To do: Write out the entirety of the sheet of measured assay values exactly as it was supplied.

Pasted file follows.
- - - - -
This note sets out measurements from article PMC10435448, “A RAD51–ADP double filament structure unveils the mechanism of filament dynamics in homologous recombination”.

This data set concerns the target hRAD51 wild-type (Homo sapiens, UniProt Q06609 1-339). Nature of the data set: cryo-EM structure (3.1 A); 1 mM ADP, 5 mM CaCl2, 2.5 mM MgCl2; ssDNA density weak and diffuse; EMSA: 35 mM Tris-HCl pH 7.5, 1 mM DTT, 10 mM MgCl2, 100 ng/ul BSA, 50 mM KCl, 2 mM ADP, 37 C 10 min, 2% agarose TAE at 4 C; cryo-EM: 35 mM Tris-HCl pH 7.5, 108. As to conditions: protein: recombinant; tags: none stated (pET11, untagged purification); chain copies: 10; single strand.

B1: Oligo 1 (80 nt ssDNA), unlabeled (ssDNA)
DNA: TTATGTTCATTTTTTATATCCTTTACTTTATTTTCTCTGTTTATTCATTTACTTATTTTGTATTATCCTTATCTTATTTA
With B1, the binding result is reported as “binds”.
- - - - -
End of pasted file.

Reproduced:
This note sets out measurements from article PMC10435448, “A RAD51–ADP double filament structure unveils the mechanism of filament dynamics in homologous recombination”.

This data set concerns the target hRAD51 wild-type (Homo sapiens, UniProt Q06609 1-339). Nature of the data set: cryo-EM structure (3.1 A); 1 mM ADP, 5 mM CaCl2, 2.5 mM MgCl2; ssDNA density weak and diffuse; EMSA: 35 mM Tris-HCl pH 7.5, 1 mM DTT, 10 mM MgCl2, 100 ng/ul BSA, 50 mM KCl, 2 mM ADP, 37 C 10 min, 2% agarose TAE at 4 C; cryo-EM: 35 mM Tris-HCl pH 7.5, 108. As to conditions: protein: recombinant; tags: none stated (pET11, untagged purification); chain copies: 10; single strand.

B1: Oligo 1 (80 nt ssDNA), unlabeled (ssDNA)
DNA: TTATGTTCATTTTTTATATCCTTTACTTTATTTTCTCTGTTTATTCATTTACTTATTTTGTATTATCCTTATCTTATTTA
With B1, the binding result is reported as “binds”.